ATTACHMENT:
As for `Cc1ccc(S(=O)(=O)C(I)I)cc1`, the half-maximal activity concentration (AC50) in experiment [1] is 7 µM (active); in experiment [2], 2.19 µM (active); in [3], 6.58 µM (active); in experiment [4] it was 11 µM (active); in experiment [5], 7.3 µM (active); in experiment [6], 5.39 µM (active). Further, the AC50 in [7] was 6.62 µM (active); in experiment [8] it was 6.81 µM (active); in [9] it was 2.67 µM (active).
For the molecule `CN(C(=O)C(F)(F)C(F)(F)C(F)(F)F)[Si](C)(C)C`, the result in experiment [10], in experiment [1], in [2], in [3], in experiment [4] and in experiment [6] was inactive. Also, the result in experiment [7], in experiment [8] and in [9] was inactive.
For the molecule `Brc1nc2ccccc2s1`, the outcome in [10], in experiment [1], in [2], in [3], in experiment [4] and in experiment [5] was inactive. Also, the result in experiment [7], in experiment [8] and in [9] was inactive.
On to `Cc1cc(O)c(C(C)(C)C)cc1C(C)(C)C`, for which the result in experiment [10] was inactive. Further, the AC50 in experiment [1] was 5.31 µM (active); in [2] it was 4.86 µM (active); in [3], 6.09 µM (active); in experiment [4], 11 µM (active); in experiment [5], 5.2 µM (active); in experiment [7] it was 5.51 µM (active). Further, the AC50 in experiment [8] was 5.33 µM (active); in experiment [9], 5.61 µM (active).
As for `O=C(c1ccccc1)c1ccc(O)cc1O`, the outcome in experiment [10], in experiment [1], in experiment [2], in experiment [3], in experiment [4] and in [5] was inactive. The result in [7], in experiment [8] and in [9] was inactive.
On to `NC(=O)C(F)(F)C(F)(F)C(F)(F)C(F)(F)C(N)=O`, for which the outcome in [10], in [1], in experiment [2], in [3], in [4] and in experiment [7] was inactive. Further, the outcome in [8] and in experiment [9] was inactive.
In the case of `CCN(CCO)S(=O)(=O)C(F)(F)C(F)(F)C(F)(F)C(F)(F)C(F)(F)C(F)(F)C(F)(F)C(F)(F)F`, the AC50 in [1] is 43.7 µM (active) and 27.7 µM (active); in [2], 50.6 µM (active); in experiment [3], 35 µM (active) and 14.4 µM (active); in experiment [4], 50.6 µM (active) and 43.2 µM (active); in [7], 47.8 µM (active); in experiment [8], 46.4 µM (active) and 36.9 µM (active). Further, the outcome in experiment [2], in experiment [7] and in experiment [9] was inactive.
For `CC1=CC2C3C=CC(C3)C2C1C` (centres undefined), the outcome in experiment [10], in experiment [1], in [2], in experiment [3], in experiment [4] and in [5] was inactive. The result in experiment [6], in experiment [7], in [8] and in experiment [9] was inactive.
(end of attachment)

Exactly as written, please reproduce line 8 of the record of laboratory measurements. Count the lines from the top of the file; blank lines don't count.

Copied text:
For `CC1=CC2C3C=CC(C3)C2C1C` (centres undefined), the outcome in experiment [10], in experiment [1], in [2], in experiment [3], in experiment [4] and in [5] was inactive. The result in experiment [6], in experiment [7], in [8] and in experiment [9] was inactive.